PITTSFIELD — The COVID-19 pandemic disrupted everything during the past 12 months, and the Berkshire County economy was no exception.
As the region’s economy begins to recover, it’s worth looking back at where the Berkshires have been, businesswise, since March 2020. Here is a brief retrospective of some of the events that have taken place.
Learning to pivot
As the pandemic gradually shut down the Berkshire economy, several local manufacturers began to pivot away from their normal operations to not only survive, but implement strategies to help fight the coronavirus.
Two of the companies to switch gears earliest were Berkshire Sterile Manufacturing and Boyd Technologies, both in Lee.
Berkshire Sterile Manufacturing uses state-of-the-art technology to produce sterile injectable drugs for pharmaceutical and biotech companies that are in clinical studies for the treatment of diseases. It originally was approached by the federal government in early March 2020, to gauge its interest in helping to develop a COVID-19 vaccine. Instead, the company used its facilities to help clients develop medications for people who had contracted the virus.
Boyd, a family-owned medical device manufacturer, converted its production facility in order to produce personal protective equipment, like medical masks for frontline health care workers. Later in the year, Boyd teamed with Digital Eyes Film of Northampton to make “Project Frontline,” a multipart documentary series on the state’s response to the COVID-19 pandemic.
Unemployment rate spikes
The first indication that the pandemic would have an effect on the local workforce occurred in April, when the Berkshire unemployment rate soared to 17.2 percent, the highest level in at least 22 years, according to the MassHire Berkshire Workforce Board.
The unemployment rate in the county’s two cities was slightly less than 20 percent in April. The county rate continued to drop slightly after that, but it remained in double figures until August. It has stayed above 8 percent since then.
Out for the season
In May, the Kripalu Center for Yoga & Health in Stockbridge announced that it planned to lay off 90 percent of its almost 500 employees when it closed for the rest of the year in July.
Kripalu turned to virtual programming after shutting down, but it has yet to announce when it plans to reopen its campus this year.
The virtues of virtual
With social distancing measures in place, many Berkshire establishments, particularly those in the nonprofit sector, turned to new technologies and began holding meetings, celebrations and other similar events virtually.
The Nonprofit Center of the Berkshires turned its annual meeting in June into a two-day virtual summit on nonprofit sustainability. 1Berkshire, the county’s state-designated economic development agency, held a series of virtual town halls during the summer, focusing each session on a different aspect of the Berkshire economy, and just announced a new series of webinars to assist local businesses as they come out of the pandemic.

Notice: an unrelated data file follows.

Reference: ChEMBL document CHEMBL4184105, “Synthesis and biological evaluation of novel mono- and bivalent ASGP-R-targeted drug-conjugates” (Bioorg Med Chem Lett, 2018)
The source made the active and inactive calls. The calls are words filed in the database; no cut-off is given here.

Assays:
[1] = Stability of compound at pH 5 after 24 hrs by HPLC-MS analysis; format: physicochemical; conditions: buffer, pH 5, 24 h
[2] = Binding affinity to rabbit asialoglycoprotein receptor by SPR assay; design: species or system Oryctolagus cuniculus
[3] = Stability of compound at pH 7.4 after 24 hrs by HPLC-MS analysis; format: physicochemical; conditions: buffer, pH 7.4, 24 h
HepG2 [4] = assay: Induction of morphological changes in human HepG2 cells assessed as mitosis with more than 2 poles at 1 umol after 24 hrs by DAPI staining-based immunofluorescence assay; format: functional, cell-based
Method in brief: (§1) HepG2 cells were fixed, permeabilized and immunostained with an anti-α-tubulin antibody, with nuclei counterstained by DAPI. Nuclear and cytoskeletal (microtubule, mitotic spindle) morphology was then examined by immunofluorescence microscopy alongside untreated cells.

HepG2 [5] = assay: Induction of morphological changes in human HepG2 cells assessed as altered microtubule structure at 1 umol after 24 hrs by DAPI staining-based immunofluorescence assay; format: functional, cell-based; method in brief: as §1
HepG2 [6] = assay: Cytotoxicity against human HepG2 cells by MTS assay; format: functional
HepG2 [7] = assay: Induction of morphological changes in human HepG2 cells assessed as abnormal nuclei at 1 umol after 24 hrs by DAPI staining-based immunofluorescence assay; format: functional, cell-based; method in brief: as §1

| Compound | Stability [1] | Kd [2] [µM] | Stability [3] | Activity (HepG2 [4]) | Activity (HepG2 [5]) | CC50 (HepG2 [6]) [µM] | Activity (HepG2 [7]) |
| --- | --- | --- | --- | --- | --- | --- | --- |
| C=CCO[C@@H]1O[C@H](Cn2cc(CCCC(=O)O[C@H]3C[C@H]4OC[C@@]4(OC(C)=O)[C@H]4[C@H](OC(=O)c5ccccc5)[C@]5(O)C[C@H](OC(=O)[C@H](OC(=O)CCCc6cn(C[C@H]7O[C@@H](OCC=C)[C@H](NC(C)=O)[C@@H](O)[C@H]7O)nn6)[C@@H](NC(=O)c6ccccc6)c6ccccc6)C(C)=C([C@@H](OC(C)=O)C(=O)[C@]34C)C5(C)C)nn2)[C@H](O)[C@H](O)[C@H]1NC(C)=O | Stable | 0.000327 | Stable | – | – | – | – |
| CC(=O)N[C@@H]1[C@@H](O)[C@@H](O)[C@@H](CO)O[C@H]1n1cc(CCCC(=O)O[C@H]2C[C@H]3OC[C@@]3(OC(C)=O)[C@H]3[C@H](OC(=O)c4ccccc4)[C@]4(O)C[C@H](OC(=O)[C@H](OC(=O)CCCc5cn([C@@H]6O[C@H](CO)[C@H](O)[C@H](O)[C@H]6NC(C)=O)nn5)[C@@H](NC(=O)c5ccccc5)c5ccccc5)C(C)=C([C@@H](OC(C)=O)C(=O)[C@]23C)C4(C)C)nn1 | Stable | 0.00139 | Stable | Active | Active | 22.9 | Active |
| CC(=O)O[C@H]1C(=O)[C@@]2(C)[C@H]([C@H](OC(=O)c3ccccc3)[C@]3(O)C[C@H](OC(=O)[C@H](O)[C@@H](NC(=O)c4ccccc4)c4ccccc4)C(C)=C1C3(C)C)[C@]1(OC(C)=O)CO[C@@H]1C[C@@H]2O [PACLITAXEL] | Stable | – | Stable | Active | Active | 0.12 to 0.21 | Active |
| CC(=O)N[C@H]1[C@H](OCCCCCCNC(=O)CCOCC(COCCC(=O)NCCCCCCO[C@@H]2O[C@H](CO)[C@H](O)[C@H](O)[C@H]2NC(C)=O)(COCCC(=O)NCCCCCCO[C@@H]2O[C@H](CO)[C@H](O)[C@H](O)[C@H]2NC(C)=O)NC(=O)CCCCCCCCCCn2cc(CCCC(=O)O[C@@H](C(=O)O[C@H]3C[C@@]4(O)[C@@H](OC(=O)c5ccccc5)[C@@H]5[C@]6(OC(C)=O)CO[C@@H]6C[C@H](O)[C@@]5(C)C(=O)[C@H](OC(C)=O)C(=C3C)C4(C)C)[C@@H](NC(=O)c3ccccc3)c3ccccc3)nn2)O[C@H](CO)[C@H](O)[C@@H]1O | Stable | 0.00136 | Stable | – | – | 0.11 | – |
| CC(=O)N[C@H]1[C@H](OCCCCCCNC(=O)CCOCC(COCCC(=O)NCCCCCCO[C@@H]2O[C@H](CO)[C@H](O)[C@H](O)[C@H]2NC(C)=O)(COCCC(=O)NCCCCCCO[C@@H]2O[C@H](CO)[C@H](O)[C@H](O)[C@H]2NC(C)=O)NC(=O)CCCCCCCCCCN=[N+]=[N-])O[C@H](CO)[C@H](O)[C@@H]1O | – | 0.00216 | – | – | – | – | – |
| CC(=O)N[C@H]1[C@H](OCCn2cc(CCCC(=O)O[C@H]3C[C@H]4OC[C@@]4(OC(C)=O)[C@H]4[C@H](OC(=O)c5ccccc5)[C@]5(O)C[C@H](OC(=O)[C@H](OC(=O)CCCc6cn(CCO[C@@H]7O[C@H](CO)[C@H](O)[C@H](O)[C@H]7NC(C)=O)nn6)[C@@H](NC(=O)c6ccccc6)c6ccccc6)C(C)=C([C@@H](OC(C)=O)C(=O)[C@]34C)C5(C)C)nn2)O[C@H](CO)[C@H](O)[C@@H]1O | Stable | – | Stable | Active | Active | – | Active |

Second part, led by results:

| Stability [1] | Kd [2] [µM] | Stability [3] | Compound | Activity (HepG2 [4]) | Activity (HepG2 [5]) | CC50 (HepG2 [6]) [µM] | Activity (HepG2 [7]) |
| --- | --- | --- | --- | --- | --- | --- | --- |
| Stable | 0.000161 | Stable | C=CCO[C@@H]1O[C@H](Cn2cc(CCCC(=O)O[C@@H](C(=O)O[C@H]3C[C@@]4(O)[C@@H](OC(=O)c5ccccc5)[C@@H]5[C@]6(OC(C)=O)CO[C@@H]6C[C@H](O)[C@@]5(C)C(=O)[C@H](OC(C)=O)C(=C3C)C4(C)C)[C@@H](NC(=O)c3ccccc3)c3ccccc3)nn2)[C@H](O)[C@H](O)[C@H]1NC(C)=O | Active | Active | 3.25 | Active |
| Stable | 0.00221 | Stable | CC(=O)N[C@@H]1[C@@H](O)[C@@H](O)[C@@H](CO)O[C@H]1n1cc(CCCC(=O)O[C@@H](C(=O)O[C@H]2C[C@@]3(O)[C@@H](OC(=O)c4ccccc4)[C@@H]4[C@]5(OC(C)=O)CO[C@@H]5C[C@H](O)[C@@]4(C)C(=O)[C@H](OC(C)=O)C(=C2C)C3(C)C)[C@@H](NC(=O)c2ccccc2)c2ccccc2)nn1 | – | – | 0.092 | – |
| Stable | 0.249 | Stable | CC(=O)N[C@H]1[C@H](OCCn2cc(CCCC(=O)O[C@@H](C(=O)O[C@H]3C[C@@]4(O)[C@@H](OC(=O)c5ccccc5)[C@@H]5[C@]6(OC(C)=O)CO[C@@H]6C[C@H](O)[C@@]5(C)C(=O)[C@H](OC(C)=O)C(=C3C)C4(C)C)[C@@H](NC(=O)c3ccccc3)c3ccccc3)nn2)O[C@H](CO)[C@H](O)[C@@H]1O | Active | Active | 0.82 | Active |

Small-business accelerator Lever, of North Adams, converted all its popular business challenges into virtual events. Lever also agreed to host four virtual events for the state in another challenge event designed to increase the number of Massachusetts companies that would be able to manufacture personal protective equipment.
Staying the course
The $13.8 million Berkshire Innovation Center in Pittsfield, the county’s most talked about economic development project in a decade, was forced to close two weeks after its official opening ceremony Feb. 28. But, despite the restrictions that resulted from the pandemic, three small companies with ties to the center had impressive achievements.
In September, Colorado-based Electro Magnetic Applications installed an aerospace testing chamber at the center, less than a year after coming to the Berkshires. Also, EMA recently received a $429,000 grant from the Massachusetts Manufacturing Innovation Institute to help develop spacecraft equipment for testing components.
In July, Dive Technologies, which makes autonomous underwater vehicles, received a $1.3 million loan from MassDevelopment to establish a manufacturing facility in Pittsfield, which might open by the end of this year.
And in February, VidMob, which provides video ad content for social media platforms, raised $50 million during a second round of funding, and it plans to double the 30 employees that the company has in Pittsfield by the end of this year.
Mill Town Capital, a private investment firm in Pittsfield, has made several significant community investments over the past 12 months. The firm purchased Bousquet Ski Area, the former Berkshire West Athletic Club and Pontoosuc Lake Country Club, all in Pittsfield; the Gateways Inn in Lenox; and Skyline Country Club in Lanesborough.
In conjunction with the Berkshire Regional Planning Commission, Mill Town last summer released a comprehensive outdoor recreation plan for the Berkshires. In December, Mill Town released plans to build 36 market-rate housing units on Tyler Street.